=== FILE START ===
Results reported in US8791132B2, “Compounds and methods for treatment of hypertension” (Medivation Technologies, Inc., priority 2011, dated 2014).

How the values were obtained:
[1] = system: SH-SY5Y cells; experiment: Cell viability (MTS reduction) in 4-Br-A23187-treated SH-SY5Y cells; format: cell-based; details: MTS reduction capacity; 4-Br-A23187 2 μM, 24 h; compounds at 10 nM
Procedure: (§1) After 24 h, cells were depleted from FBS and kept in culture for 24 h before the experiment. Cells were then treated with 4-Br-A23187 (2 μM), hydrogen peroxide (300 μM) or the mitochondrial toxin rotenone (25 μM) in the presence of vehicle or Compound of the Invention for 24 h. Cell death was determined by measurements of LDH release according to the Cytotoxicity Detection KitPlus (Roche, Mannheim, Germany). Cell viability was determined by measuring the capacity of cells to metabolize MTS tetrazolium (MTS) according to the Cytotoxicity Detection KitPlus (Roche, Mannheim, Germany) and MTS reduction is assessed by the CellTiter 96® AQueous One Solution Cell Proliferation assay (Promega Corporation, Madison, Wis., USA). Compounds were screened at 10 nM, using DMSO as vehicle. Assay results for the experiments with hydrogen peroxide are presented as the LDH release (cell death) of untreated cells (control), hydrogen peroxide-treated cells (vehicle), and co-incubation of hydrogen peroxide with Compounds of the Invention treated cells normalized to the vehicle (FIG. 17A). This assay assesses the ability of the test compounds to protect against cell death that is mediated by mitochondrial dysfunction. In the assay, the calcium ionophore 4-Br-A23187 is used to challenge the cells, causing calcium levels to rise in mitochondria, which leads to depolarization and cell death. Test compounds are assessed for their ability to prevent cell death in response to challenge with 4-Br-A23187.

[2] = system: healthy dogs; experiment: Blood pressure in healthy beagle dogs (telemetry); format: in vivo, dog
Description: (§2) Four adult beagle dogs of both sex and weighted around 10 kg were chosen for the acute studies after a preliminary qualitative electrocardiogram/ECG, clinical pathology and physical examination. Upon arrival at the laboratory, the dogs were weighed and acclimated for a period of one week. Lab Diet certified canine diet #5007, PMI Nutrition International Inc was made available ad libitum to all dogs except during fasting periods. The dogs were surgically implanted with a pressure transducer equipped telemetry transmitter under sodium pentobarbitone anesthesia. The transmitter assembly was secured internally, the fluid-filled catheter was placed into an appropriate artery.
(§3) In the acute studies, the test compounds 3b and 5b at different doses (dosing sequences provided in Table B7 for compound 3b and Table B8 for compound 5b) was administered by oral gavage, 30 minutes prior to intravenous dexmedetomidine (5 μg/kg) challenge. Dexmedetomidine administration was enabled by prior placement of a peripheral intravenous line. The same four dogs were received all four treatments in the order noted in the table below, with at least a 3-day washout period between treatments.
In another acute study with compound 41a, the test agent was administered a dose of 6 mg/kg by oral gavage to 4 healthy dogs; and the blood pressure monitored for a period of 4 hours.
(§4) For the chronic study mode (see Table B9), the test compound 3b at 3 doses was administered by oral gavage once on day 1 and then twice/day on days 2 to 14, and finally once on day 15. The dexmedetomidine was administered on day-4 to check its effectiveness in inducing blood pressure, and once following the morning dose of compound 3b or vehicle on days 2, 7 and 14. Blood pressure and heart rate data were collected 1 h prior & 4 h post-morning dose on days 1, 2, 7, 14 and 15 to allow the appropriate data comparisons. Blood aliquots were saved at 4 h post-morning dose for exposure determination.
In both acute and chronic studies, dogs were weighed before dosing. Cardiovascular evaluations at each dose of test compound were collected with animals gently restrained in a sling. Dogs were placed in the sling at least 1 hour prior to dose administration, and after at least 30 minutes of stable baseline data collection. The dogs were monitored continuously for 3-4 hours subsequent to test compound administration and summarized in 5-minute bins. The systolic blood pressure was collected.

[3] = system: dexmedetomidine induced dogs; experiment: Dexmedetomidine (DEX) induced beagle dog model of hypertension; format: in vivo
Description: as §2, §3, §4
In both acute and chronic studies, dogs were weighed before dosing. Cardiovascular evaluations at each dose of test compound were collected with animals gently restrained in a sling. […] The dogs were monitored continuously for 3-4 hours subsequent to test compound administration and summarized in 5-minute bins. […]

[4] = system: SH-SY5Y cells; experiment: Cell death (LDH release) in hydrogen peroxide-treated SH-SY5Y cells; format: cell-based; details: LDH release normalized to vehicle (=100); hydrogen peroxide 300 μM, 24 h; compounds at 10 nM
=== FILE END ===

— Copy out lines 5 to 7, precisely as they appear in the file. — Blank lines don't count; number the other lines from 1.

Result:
[2] = system: healthy dogs; experiment: Blood pressure in healthy beagle dogs (telemetry); format: in vivo, dog
Description: (§2) Four adult beagle dogs of both sex and weighted around 10 kg were chosen for the acute studies after a preliminary qualitative electrocardiogram/ECG, clinical pathology and physical examination. Upon arrival at the laboratory, the dogs were weighed and acclimated for a period of one week. Lab Diet certified canine diet #5007, PMI Nutrition International Inc was made available ad libitum to all dogs except during fasting periods. The dogs were surgically implanted with a pressure transducer equipped telemetry transmitter under sodium pentobarbitone anesthesia. The transmitter assembly was secured internally, the fluid-filled catheter was placed into an appropriate artery.
(§3) In the acute studies, the test compounds 3b and 5b at different doses (dosing sequences provided in Table B7 for compound 3b and Table B8 for compound 5b) was administered by oral gavage, 30 minutes prior to intravenous dexmedetomidine (5 μg/kg) challenge. Dexmedetomidine administration was enabled by prior placement of a peripheral intravenous line. The same four dogs were received all four treatments in the order noted in the table below, with at least a 3-day washout period between treatments.